5 tips Princess Diana’s former trainer swears by when it comes to fitness
If you’re looking for some royalty-certified health and fitness tips, Princess Di’s former trainer Cameron Falloon shares everything he knows.
In the 80s, I was very lucky to have the pleasure to train Princess Diana. It started out by training alongside her and her PT for a year, which meant I was able to build a relationship of trust before training together one-on-one.
She was an incredibly hard worker – no doubt due to the limited time she had, but she always got the most out of every session in the gym. She was also amazingly personable which is no surprise given her title of the People’s Princess.
Here are some of my top tips for when it comes to getting results with your training:
Resistance over cardio
Not everyone has the time to spend an hour in the gym every day, Diana being one of those people. In fact, we would be lucky to get her three days a week due to her schedule.
So, when we had her around weights, we made the most of it. Focusing on building lean muscle was the priority, as it gives you the most bang for your buck: the more muscle you have, the more calories you burn even when at rest. Research also shows that you can burn calories for up to 38 hours after a strength workout.
With Diana, our focuses were predominantly around training legs and core and we did a lot of postural exercises. We did 8-12 reps of most exercises as that is the ideal rep range for hypertrophy and the main exercises, we did with her were deadlifts, RDL, squats or lunges.
Her famous Vanity Fair shoot in 1997 was at the end of a really intense strength training block. We had been able to build a huge amount of lean muscle through her back.
When doing cardio work, focus on short and intense training
Although most of our time was spent doing resistance training, any cardio programming was short and intense for Diana. The reason being it is a great way to raise your metabolism, burn fat and build muscle.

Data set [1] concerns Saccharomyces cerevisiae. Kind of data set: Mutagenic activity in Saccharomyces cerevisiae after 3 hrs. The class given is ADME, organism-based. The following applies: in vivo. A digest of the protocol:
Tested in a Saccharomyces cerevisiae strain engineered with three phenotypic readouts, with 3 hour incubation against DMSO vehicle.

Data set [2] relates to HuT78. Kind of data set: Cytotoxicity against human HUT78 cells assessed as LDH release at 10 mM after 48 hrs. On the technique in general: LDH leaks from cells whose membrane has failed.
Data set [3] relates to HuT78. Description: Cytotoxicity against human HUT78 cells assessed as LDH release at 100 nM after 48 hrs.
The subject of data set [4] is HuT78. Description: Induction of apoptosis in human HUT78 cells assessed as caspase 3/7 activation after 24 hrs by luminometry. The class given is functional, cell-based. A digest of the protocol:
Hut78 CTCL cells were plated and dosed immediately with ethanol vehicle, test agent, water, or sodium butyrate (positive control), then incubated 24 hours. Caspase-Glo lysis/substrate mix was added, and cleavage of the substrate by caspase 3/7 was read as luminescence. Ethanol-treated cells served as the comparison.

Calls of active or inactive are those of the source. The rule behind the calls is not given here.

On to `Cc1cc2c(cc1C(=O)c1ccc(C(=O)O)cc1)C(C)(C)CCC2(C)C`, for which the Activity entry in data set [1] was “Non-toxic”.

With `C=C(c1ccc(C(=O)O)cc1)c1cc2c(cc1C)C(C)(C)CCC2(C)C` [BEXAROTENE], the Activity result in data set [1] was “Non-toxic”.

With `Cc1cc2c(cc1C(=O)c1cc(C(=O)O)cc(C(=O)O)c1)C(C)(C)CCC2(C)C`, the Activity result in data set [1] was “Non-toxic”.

Unless you are someone who really enjoys running or has endurance goals, I would recommend integrating more metabolic conditioning into your training to replace the stand-alone cardio work to get the best results.
Program your workouts in blocks
Just like elite athletes do, and with Diana, it’s best to structure training into six-to-eight-week training cycles which gives you the chance to progress and develop loads and movements over periods of time.
If you are training for results, it’s important to set goals and progress your training over time to be able to achieve them. Our bodies can’t go from 0-100 in a week, so give yourself time and a plan to be able to build week to week.
Peronsalise your program
You won’t do it if you don’t enjoy it. Tailor your training to suit not only your goals but also what you enjoy! We all have different ranges of movement, injury history, training experience, likes, and dislikes. That is why our BFT programs are progressive and allow for personalisation within the group environment so that members never stagnate and are always progressing with their health and fitness.
Don’t skip your warmup or cool down
Range of motion and mobility plays a huge part in being able to perform at your peak! Increasing your range of motion allows for a greater force-generating capacity and increases in strength. Get the most out of your body by making sure it’s moving in the right way.
Cameron Falloon is the co-founder of Body Fit Training.